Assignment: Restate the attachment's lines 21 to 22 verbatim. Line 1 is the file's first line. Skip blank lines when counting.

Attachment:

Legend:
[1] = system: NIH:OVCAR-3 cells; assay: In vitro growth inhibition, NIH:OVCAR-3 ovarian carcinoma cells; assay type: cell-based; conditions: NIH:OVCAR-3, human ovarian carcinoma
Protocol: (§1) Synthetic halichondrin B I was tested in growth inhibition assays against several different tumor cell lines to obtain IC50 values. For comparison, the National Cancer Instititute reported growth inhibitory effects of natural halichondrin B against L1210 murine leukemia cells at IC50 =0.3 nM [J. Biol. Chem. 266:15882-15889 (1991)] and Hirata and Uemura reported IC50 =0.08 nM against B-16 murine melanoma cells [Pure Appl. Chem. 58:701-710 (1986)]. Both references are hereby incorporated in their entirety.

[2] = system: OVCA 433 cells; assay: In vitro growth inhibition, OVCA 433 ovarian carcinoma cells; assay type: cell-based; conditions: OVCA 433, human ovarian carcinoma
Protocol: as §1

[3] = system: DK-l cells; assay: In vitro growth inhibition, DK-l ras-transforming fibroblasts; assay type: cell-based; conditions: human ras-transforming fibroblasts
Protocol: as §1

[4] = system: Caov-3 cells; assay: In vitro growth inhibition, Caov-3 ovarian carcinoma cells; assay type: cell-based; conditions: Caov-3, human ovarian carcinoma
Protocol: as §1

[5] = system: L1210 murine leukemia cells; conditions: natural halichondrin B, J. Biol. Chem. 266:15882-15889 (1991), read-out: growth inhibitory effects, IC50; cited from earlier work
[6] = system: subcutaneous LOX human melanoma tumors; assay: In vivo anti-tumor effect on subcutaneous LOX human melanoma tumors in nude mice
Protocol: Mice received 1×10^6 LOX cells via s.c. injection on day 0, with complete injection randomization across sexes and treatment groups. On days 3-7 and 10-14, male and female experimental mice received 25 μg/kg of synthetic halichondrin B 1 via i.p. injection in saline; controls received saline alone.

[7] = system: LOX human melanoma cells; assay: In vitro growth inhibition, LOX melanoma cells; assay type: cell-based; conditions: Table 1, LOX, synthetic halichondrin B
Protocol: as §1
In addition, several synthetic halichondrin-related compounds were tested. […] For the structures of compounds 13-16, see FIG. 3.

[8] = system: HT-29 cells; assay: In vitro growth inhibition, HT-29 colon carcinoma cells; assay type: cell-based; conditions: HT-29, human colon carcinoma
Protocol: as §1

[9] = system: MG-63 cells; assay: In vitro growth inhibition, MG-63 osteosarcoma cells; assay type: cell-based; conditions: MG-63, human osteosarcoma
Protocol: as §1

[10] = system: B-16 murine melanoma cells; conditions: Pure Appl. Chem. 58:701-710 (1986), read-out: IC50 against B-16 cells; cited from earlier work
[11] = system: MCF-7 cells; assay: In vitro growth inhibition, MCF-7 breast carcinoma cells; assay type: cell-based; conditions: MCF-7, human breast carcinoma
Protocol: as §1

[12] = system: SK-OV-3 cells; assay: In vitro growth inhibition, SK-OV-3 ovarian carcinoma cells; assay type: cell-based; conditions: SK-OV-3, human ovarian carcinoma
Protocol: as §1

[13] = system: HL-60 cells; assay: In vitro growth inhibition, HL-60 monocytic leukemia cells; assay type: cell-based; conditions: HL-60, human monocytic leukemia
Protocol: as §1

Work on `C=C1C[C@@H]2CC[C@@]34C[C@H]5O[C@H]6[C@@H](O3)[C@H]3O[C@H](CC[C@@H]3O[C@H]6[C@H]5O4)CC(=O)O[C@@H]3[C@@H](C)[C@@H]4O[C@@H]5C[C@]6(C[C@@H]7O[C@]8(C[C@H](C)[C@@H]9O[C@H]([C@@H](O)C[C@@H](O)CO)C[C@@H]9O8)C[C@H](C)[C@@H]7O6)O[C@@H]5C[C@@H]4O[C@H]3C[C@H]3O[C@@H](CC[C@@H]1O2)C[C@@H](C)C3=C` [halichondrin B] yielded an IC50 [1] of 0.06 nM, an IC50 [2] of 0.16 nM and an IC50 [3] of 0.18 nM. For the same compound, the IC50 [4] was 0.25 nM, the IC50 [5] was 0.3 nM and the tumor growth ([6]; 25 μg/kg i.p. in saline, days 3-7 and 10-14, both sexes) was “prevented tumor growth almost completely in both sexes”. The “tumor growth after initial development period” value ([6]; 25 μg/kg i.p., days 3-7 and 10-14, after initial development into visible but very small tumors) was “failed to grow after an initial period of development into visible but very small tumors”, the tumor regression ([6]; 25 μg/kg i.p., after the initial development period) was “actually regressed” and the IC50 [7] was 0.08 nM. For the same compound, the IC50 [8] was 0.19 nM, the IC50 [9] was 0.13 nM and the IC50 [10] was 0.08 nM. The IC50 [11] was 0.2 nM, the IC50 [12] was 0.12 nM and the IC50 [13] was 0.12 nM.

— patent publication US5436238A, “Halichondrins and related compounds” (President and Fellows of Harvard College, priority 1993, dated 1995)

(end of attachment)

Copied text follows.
[11] = system: MCF-7 cells; assay: In vitro growth inhibition, MCF-7 breast carcinoma cells; assay type: cell-based; conditions: MCF-7, human breast carcinoma
Protocol: as §1